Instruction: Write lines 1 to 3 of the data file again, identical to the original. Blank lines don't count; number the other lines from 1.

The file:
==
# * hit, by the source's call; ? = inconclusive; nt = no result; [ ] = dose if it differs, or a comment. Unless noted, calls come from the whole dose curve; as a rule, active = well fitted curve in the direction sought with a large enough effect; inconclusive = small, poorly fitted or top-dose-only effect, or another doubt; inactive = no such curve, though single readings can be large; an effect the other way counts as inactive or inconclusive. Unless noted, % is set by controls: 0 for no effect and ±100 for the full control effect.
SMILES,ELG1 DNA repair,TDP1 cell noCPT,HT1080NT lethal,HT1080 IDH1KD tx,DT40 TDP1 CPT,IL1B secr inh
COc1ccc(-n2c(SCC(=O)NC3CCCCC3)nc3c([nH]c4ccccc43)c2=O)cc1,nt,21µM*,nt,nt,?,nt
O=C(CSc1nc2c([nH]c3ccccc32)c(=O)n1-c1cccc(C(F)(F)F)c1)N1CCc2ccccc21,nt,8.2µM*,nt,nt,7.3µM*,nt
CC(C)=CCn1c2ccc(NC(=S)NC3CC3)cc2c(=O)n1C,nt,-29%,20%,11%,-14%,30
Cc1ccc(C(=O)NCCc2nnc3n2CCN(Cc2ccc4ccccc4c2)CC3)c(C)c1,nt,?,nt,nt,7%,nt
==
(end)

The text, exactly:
# * hit, by the source's call; ? = inconclusive; nt = no result; [ ] = dose if it differs, or a comment. Unless noted, calls come from the whole dose curve; as a rule, active = well fitted curve in the direction sought with a large enough effect; inconclusive = small, poorly fitted or top-dose-only effect, or another doubt; inactive = no such curve, though single readings can be large; an effect the other way counts as inactive or inconclusive. Unless noted, % is set by controls: 0 for no effect and ±100 for the full control effect.
SMILES,ELG1 DNA repair,TDP1 cell noCPT,HT1080NT lethal,HT1080 IDH1KD tx,DT40 TDP1 CPT,IL1B secr inh
COc1ccc(-n2c(SCC(=O)NC3CCCCC3)nc3c([nH]c4ccccc43)c2=O)cc1,nt,21µM*,nt,nt,?,nt